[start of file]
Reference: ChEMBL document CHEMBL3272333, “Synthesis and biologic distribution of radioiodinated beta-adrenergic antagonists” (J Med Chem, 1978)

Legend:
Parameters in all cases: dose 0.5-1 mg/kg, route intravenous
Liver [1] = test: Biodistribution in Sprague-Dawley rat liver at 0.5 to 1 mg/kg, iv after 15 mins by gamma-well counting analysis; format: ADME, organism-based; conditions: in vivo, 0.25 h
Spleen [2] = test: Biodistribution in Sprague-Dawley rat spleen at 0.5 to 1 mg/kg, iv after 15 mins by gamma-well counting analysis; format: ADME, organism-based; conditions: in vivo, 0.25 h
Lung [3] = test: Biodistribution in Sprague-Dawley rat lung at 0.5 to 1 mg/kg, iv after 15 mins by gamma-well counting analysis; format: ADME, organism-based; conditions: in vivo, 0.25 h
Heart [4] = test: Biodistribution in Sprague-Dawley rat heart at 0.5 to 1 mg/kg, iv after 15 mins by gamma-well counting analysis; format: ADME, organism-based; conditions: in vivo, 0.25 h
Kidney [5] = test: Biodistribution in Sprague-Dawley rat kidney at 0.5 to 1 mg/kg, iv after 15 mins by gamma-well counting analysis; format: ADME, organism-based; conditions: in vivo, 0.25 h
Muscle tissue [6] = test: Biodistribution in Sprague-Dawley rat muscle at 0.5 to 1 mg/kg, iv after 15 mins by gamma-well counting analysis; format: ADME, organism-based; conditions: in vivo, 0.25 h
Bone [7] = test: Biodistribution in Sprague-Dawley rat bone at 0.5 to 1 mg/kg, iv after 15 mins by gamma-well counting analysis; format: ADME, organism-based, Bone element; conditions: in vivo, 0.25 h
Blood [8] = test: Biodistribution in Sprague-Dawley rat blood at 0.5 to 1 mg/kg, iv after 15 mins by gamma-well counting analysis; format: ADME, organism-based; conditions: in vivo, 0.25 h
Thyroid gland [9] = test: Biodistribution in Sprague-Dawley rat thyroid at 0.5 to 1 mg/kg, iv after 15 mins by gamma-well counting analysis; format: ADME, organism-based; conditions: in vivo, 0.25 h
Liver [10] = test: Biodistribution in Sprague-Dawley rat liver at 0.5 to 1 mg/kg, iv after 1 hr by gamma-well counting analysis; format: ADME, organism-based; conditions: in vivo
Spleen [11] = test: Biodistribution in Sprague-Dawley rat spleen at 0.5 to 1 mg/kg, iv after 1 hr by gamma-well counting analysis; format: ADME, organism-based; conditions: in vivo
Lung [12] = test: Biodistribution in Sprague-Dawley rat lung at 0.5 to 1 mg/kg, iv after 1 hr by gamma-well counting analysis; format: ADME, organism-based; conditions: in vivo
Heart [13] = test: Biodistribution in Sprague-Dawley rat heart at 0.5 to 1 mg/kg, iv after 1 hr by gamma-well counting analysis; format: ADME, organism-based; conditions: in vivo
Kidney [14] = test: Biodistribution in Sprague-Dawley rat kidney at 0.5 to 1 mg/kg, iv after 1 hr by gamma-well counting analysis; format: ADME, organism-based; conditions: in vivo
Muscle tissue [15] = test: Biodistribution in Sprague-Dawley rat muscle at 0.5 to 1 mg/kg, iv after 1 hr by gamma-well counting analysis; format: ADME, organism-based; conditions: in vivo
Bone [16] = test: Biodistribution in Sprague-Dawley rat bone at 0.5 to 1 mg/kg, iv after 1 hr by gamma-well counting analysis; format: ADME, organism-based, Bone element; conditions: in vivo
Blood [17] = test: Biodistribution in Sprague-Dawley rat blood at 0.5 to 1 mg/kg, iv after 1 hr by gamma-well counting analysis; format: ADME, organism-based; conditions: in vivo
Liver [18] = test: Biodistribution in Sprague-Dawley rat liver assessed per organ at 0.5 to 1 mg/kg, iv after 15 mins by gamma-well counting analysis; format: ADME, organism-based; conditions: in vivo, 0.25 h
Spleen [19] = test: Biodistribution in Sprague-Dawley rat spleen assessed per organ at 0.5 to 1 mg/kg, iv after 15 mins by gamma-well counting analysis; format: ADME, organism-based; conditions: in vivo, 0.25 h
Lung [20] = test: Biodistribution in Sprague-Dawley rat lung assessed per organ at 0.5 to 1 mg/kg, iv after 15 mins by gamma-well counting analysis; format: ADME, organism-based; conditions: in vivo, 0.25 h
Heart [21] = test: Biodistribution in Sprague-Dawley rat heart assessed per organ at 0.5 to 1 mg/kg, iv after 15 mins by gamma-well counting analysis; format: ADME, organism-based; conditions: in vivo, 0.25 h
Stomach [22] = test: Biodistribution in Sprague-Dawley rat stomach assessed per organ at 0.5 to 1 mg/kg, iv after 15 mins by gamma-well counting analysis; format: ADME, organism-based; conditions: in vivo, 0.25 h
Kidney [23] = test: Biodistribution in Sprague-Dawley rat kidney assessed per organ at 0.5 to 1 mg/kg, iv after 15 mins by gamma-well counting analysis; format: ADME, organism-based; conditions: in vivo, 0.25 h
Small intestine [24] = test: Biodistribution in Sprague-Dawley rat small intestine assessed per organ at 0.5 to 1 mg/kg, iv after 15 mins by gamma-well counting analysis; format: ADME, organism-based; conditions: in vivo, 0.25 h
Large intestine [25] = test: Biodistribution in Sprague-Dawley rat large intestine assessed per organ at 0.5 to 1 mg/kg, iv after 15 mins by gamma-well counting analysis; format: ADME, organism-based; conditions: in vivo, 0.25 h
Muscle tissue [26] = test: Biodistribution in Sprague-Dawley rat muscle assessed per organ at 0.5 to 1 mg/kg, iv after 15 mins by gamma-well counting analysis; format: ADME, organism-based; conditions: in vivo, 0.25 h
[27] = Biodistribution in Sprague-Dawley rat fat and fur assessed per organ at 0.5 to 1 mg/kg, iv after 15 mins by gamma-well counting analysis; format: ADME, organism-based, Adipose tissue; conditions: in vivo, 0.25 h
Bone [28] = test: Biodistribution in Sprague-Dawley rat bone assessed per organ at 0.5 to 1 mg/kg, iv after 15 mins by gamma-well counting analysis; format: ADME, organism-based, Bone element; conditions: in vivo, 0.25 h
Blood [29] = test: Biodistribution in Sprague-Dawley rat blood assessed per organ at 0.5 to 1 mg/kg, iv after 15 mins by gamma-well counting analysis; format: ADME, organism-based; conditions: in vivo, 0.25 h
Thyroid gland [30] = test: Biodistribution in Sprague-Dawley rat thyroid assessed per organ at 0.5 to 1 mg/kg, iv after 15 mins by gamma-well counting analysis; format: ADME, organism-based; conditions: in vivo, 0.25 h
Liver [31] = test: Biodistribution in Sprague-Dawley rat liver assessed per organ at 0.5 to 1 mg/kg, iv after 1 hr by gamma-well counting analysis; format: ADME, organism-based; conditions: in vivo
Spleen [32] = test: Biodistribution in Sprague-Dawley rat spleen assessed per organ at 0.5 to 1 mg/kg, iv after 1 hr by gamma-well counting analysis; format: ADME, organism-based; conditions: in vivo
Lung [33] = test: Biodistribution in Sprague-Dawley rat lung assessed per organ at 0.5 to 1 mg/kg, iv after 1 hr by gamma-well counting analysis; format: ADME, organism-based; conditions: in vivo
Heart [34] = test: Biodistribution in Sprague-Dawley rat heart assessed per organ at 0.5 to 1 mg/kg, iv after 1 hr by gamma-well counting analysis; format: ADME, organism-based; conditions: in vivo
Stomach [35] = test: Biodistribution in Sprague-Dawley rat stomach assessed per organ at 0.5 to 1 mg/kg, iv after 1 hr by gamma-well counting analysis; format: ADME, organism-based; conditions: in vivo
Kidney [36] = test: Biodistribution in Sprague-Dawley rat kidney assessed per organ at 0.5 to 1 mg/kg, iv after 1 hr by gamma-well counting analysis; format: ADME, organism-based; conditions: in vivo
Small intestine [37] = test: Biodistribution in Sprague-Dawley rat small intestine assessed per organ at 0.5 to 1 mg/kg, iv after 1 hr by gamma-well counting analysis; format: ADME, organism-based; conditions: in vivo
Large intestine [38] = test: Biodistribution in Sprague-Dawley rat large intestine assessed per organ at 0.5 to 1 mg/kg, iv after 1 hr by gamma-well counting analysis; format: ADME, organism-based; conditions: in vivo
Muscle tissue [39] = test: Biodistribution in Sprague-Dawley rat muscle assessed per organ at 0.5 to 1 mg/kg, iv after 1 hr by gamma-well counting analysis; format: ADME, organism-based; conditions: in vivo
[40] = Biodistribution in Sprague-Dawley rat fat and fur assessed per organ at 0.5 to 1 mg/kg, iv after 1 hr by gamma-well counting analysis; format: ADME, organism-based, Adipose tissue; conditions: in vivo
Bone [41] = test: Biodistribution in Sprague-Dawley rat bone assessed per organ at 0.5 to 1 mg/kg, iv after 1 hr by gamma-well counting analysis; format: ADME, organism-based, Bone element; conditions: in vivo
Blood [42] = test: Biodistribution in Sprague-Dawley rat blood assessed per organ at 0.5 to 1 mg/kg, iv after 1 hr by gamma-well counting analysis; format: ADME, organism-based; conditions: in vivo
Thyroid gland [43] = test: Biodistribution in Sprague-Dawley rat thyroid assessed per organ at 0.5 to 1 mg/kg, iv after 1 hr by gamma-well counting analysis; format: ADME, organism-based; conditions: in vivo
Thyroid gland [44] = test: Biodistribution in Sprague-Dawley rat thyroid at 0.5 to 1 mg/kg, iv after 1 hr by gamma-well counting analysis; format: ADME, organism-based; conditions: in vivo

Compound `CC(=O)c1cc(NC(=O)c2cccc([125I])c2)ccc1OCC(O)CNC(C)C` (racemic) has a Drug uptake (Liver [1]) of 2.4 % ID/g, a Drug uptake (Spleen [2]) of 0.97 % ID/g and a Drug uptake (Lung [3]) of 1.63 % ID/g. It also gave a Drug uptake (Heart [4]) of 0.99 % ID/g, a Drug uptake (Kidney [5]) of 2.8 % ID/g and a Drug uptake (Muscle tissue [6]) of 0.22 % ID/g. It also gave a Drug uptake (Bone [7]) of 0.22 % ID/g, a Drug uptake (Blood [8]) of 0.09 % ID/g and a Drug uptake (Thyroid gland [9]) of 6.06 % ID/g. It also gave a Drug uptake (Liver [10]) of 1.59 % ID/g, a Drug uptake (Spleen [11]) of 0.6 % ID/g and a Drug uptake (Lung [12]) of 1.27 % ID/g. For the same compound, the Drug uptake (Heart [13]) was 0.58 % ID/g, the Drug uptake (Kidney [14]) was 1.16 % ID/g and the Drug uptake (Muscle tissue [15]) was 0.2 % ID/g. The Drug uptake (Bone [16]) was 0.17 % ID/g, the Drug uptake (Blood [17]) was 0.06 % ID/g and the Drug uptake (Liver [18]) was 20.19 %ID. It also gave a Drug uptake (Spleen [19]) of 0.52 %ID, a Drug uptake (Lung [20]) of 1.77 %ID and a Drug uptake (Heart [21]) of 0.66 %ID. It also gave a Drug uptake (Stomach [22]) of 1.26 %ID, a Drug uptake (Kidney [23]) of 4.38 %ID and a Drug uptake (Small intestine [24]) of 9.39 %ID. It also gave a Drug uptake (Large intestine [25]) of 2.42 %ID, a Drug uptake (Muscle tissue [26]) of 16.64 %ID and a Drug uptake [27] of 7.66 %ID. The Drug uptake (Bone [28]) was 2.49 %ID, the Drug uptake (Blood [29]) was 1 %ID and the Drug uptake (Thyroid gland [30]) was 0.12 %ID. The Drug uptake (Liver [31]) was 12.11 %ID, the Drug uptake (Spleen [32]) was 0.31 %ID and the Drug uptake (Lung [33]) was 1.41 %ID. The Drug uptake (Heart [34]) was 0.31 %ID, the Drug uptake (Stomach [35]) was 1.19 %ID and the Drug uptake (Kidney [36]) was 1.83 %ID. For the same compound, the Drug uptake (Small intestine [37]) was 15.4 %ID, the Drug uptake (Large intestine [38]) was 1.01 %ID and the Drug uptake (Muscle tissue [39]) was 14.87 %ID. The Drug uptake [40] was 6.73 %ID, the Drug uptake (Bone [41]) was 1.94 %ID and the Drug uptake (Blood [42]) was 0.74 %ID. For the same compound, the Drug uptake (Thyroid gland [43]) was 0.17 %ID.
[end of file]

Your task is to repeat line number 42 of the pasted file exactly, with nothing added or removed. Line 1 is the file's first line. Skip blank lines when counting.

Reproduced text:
Muscle tissue [39] = test: Biodistribution in Sprague-Dawley rat muscle assessed per organ at 0.5 to 1 mg/kg, iv after 1 hr by gamma-well counting analysis; format: ADME, organism-based; conditions: in vivo